Everyday she’s faced with a reminder of the shooting. People haven’t moved on. Skye has known in her heart that Luka, her brother, was not the villain everyone had painted him to be. And as life in town and in school got even harder, she’d awaken a determination to get to the truth.

This was a hard read all around. I have read a lot of books by Ms. Armstrong but nothing as relevant a subject as a school shooting.  It’s a sensitive subject in it that the senseless loss of lives is involved, and an author needs to paint a clear view of both sides. I feel that Kelley did the best she could in presenting a non-biased view. She invoked a sincere empathy that made the readers feel all the difficult struggles on both sides, post-shooting.

Kelley is the equivalent of M. Night Shyamalan in the book world. She knows how to plot a twist that will leave you breathless upon reveal. The same goes in this novel. She crafted a convincing story that is a page turner of a thriller. Time and again, her characters are well padded, not necessarily wholesome; neither perfect, but the realest you’ll ever read.

Armstrong the veteran knows how to give her readers something new, compelling, and brave and she proves it with every book that she pens.

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[750]: The Real Lolita: The Kidnapping of Sally Horner by Sarah Weinman

The Real Lolita: The Kidnapping of Sally Horner
by Sarah Weinman


Sarah Weinman’s literary investigative piece aims to prove what Nabokov had long since denied: that Lolita was based on a true crime that happened in the 50s. It’s a huge undertaking to say the least. But Ms. Weinman is not new to the business. A journalist and a crime writer by trade, she knows a thing or two about investigation and research. The great deterrence to what she’d set out to do was time and paltry record-keeping.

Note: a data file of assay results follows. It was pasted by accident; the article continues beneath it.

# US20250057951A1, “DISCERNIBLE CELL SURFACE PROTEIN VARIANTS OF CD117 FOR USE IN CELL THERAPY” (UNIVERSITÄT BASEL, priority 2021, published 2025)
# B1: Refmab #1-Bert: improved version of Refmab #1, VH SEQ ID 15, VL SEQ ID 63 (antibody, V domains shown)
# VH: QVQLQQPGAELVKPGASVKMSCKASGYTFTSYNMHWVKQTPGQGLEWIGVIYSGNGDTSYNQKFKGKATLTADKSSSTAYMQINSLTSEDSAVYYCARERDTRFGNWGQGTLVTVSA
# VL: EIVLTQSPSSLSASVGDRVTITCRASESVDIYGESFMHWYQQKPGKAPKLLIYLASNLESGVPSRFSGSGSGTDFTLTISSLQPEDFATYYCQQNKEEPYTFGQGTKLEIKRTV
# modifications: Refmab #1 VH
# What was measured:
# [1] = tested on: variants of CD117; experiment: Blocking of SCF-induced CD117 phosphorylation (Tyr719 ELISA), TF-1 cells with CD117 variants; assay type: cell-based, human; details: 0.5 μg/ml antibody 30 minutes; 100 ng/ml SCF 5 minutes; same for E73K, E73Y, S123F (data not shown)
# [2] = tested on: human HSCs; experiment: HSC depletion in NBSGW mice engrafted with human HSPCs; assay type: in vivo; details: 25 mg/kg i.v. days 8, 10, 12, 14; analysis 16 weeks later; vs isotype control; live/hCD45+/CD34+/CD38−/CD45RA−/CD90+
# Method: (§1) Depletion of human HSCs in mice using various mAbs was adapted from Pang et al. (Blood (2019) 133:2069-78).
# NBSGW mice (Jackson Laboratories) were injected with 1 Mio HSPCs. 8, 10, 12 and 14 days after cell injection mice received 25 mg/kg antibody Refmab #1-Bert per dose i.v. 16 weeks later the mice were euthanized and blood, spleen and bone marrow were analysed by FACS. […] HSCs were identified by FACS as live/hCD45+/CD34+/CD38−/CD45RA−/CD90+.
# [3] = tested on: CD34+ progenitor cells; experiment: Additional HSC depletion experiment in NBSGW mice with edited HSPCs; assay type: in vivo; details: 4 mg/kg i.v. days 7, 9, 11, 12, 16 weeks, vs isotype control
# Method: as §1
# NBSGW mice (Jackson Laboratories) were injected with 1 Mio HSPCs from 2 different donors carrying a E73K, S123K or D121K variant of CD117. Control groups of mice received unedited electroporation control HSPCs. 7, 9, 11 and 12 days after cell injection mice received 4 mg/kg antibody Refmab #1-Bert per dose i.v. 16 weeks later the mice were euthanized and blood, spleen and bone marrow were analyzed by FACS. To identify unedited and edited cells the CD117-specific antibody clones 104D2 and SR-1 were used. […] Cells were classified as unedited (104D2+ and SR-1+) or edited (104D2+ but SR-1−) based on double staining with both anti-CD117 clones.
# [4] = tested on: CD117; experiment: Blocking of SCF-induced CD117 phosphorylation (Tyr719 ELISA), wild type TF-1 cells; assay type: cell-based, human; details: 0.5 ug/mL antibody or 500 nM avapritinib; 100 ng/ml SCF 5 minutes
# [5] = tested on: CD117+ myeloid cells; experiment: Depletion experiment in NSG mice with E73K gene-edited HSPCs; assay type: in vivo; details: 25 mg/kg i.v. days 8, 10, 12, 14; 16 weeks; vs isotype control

She was forthcoming at least on the number of times she stumbled during the course of her investigation when she was unable to produce evidence. On the other hand, she was very convincing in her point that Nabokov somehow, someway imitated life when he wrote his novel. Through means of parallelization, Weinman at least made her case.

She also aims to give Sally Horner a voice, to tell her side of the story. She was a mere 11-year-old when she first encountered her abductor, but for whatever reason, Frank LaSalle didn’t take her right away. He waited another year before he came back for Sally. Two years after her abduction, Sally showed no physical trauma. But the psychological implications of her captivity had a lasting, albeit, short effect. Short, because she died in a car accident shortly after.

Sally’s fateful meeting with LaSalle began as a shoplifting prank. Dared to steal a notebook from the store just to try and get into her peer’s good graces, Sally didn’t realize that someone witnessed it all. And before she could even walk out the door, she was grabbed by a man who claimed to be an FBI agent. Threatened to send to her to a reform school as a punishment, LaSalle then told her that if she cooperated with him in some capacity, he would release her on a premise that he’d come back to mete out her punishment.

He sought her out again after months of disappearing. He told her that the ‘government’ wanted her to come with him to Atlantic City but she can’t tell her family the truth. He convinced her to tell them that she was going away with her friend and her family for the weekend. With a mere phone call from Frank pretending to be the friend’s father, Sally’s mother took her to the bus station under the assumption that she would meet up with her friend. It would be two years later before she would see Sally again.

What followed was two years of spent mostly on the road, living the assumed life of a widowed father with his daughter in tow.

As in Lolita, Humbert was undeniably portrayed as a predator of deviant taste. Nabokov didn’t pull any punches or romanticized the kind of monster he was. LaSalle was very much the same. His criminal life involved a number of abduction and sexual relations with children. But Humbert was fictional, and LaSalle was very much real. Weinman drew subtle parallels between the characters and the storyline quite effectively so – which, in my opinion was highly convincing.